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Camp Yellow Ribbon Teaches Kids Surfing

Above: Military kids learning to surf at a Camp Yellow Ribbon.

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Aired 8/17/09

If you’ve been at the beach in Del Mar in the past week, you might have seen a group of about 20 youngsters in bright yellow T-shirts, wading into the surf to ride the waves for the very first time. Camp Yellow Ribbon is a summer camp for children of military families.

If you’ve been at the beach in Del Mar in the past week, you might have seen a group of about 20 youngsters in bright yellow T-shirts, wading into the surf to ride the waves for the very first time. Camp Yellow Ribbon is a summer camp for children of military families.

Next to a big tent halfway down the beach, half a dozen kids are standing on surfboards that are taller than they are, practicing their surfing stance with their instructor.

“Look down at your feet,” she tells them. “If they are not right at the center of the board and facing sideways, move up and that’s the position you should be in.”

Once in the ocean, the children spend over an hour practicing for real, and several of them are remarkably successful at getting up and staying up on the boards. After well over an hour they straggle back up the beach, surf boards in tow.

“It was really fun,” gasps one small girl. "It was my first time!"

“She was awesome,” her trainer says. “They were all so scared, and then got out there and every single one of them stood up.”

The 7-year-old’s blue eyes are gleaming and her cheeks are flushed with the thrill of getting up on a surfboard.

“It was like you’re running on the water,” she says. “Or like you’re flying just a little bit over it,”

Sitting down on the sand and wrapping herself in a towel, she tells me a little about herself. “My name is Madison, Madison Gay. I live on base”

Madison says she lives near the beach in Oceanside but she’s never done tried surfing before. She is one of the children who have come from Camp Pendleton Marine Base; others have dads or moms stationed at Naval Base San Diego. All of them have seen their active duty parent leave home for long periods of time.

“My dad went a way a couple of times,” Madison says. “Like when he first went to work, he took all his things to get deployed, and now he’s just going to work every day and coming back, so I’m happy about that.”

Madison’s dad is home for now, but other deployments are almost inevitably in his future. It’s something Madison has in common with all the kids at this camp… they know what it’s like to have a parent who regularly disappears for months at a time and then reappears, creating a difficult emotional cycle of family life.

“My mom kept me busy, so I wouldn’t think about him,” says Madison. “But at school one day when he left I started crying. But my teacher told me he was there but invisible just beside me. That helped a lot.”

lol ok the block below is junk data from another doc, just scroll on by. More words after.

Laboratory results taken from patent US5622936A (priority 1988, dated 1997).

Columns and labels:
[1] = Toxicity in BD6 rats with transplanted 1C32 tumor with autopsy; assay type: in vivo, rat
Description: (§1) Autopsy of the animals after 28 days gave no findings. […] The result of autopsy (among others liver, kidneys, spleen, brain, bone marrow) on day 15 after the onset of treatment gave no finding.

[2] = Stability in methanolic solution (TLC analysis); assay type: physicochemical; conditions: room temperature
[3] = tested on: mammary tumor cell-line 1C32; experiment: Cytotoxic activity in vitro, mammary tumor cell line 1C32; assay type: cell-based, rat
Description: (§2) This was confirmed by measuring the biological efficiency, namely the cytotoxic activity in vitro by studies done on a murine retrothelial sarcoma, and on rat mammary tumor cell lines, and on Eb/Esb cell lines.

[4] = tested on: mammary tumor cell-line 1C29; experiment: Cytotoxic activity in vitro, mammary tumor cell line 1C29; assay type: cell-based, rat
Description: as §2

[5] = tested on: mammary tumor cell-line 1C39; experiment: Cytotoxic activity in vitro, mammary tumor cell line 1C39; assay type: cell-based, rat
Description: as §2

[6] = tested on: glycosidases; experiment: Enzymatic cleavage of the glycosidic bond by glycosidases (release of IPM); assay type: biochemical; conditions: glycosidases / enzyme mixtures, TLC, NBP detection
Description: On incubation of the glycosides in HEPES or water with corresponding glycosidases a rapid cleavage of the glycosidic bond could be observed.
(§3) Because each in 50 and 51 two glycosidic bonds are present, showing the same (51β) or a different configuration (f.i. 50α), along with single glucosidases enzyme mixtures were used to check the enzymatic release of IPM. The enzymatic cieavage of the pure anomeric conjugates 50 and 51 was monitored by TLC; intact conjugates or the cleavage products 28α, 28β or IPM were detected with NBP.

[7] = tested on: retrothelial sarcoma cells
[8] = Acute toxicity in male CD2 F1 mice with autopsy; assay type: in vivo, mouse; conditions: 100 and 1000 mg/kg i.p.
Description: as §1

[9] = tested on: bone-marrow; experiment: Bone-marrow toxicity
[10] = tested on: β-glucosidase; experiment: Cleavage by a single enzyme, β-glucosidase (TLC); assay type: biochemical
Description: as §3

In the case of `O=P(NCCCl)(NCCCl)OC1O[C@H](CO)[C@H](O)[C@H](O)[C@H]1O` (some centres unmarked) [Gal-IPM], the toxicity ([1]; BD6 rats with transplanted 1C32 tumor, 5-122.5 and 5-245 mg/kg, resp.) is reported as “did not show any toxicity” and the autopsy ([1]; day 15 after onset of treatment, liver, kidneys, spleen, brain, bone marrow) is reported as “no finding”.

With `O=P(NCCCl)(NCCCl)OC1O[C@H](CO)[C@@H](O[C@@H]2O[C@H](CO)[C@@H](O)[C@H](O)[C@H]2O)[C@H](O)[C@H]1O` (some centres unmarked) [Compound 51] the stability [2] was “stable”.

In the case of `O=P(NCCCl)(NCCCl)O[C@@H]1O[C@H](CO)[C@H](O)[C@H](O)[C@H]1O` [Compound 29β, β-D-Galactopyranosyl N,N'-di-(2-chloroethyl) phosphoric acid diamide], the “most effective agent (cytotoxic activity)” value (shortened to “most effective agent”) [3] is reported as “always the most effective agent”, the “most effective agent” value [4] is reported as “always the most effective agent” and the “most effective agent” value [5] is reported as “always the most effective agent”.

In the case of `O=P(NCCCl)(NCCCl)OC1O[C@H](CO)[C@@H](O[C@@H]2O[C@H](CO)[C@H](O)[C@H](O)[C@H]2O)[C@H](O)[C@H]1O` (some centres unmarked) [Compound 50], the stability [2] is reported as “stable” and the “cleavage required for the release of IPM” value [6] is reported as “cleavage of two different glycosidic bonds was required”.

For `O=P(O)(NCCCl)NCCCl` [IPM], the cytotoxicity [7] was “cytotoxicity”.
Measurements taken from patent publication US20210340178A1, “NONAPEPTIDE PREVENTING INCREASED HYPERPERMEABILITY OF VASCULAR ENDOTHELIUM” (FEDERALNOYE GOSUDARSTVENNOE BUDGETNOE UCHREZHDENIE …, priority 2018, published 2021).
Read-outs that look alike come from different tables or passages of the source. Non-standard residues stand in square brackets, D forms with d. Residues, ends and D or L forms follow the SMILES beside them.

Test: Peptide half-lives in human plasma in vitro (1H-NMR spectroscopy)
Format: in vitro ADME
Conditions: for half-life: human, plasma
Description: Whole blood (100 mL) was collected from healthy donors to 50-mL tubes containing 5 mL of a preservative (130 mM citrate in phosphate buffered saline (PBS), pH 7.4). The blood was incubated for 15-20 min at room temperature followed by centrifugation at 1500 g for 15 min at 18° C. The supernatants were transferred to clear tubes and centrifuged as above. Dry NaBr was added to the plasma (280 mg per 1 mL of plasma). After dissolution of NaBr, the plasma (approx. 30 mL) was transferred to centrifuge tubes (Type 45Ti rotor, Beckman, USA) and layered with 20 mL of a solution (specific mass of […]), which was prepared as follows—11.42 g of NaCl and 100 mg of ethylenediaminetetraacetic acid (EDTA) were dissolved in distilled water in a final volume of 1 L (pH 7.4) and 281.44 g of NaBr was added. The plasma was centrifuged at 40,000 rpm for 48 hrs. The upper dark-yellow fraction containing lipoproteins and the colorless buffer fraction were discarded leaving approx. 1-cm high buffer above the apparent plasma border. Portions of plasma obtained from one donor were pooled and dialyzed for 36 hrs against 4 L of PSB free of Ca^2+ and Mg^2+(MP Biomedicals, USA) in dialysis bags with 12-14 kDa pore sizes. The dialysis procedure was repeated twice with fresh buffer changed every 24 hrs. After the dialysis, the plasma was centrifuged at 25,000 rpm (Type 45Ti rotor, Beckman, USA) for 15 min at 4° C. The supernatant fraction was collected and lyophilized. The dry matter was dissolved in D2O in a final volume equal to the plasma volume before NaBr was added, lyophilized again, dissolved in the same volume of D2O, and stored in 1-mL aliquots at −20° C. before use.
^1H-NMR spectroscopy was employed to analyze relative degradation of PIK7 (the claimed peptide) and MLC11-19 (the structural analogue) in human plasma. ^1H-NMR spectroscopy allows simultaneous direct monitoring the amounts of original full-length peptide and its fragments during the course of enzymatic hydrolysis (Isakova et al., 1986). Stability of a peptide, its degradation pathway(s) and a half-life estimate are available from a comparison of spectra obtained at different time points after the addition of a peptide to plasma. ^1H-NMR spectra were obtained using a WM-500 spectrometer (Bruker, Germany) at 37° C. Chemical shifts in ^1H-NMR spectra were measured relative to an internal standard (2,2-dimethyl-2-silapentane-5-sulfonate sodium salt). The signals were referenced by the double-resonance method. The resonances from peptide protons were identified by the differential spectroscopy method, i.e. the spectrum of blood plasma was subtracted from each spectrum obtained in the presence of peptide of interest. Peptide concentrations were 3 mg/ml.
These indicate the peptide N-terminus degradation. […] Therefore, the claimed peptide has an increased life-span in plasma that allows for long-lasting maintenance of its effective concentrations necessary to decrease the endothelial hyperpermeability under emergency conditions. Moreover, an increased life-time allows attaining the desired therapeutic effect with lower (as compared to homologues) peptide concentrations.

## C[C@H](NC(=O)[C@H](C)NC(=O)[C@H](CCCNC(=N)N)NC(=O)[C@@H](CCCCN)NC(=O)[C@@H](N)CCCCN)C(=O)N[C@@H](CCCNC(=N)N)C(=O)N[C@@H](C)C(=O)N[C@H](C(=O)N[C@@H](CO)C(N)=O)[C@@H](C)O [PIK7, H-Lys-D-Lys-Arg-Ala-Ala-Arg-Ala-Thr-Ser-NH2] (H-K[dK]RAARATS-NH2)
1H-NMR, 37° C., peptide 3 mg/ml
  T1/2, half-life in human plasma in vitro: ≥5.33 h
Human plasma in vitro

Johnnie McLaughlin, coordinator of Camp Yellow Ribbon in San Diego, says the children of marines and sailors fighting the war in Iraq and Afghanistan are having a different experience from children in previous wars

“Right now we’ve got a generation of children,” McLaughlin says. “Many of these children have been born after the war started, so they have gone through their whole life with a parent that has gone on repeated deployments now for the last eight years.”

McLaughlin says the cycle of repeated deployments is taking a toll on children.

“They’ve been trying to cope with the single parent," he says. “Trying to support the other siblings within the family, and on top of that, always that overriding factor, will my mom or will my dad come back from the conflict?”

Even though Madison suffers though her father’s long absences, she says she wants to be in the military too when she grows up. “My dad’s a gunnery sergeant,” she says. “And he does a lot of work and just makes me think I want to do it too. I want to show him I can be strong and do stuff like that.

“What does your mom say to that?” I ask.

“Well, I haven’t told her yet,” she replied

Spending a week at camp learning new things has opened up new possibilities for Madison. She’s discovered a whole new love of being on the water.

“Yesterday the ship tour was fun, because you learn how to control the boat. It was a big boat, but there was these other boats that were huge," she says. "Tomorrow we’re going hiking. I’m not too excited about that. And we’re going to go snorkeling on Friday and have a barbecue, so that’s what I’m really excited about.”

More than 100 children from military families are attended Camp Yellow Ribbon in San Diego this year. They are just a few of the thousands whose families are focused on survival, not of war, but of the everyday life cycle of repeated deployments

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